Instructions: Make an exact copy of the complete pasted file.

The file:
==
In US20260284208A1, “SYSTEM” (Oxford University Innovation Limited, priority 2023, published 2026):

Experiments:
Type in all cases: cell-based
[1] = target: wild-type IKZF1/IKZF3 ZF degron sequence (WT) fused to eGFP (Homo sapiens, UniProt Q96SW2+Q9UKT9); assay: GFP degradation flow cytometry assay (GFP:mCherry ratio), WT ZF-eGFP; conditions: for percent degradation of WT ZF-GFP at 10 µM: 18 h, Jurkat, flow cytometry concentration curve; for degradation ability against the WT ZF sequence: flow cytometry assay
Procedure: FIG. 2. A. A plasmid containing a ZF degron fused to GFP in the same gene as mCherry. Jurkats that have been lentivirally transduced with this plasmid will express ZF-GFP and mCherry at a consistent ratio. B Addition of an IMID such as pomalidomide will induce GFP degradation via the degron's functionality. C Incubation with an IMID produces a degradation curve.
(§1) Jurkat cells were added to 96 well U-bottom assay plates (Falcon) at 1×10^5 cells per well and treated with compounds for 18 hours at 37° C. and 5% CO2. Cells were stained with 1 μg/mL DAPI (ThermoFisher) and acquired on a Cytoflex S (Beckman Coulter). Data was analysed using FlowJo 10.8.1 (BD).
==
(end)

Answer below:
In US20260284208A1, “SYSTEM” (Oxford University Innovation Limited, priority 2023, published 2026):

Experiments:
Type in all cases: cell-based
[1] = target: wild-type IKZF1/IKZF3 ZF degron sequence (WT) fused to eGFP (Homo sapiens, UniProt Q96SW2+Q9UKT9); assay: GFP degradation flow cytometry assay (GFP:mCherry ratio), WT ZF-eGFP; conditions: for percent degradation of WT ZF-GFP at 10 µM: 18 h, Jurkat, flow cytometry concentration curve; for degradation ability against the WT ZF sequence: flow cytometry assay
Procedure: FIG. 2. A. A plasmid containing a ZF degron fused to GFP in the same gene as mCherry. Jurkats that have been lentivirally transduced with this plasmid will express ZF-GFP and mCherry at a consistent ratio. B Addition of an IMID such as pomalidomide will induce GFP degradation via the degron's functionality. C Incubation with an IMID produces a degradation curve.
(§1) Jurkat cells were added to 96 well U-bottom assay plates (Falcon) at 1×10^5 cells per well and treated with compounds for 18 hours at 37° C. and 5% CO2. Cells were stained with 1 μg/mL DAPI (ThermoFisher) and acquired on a Cytoflex S (Beckman Coulter). Data was analysed using FlowJo 10.8.1 (BD).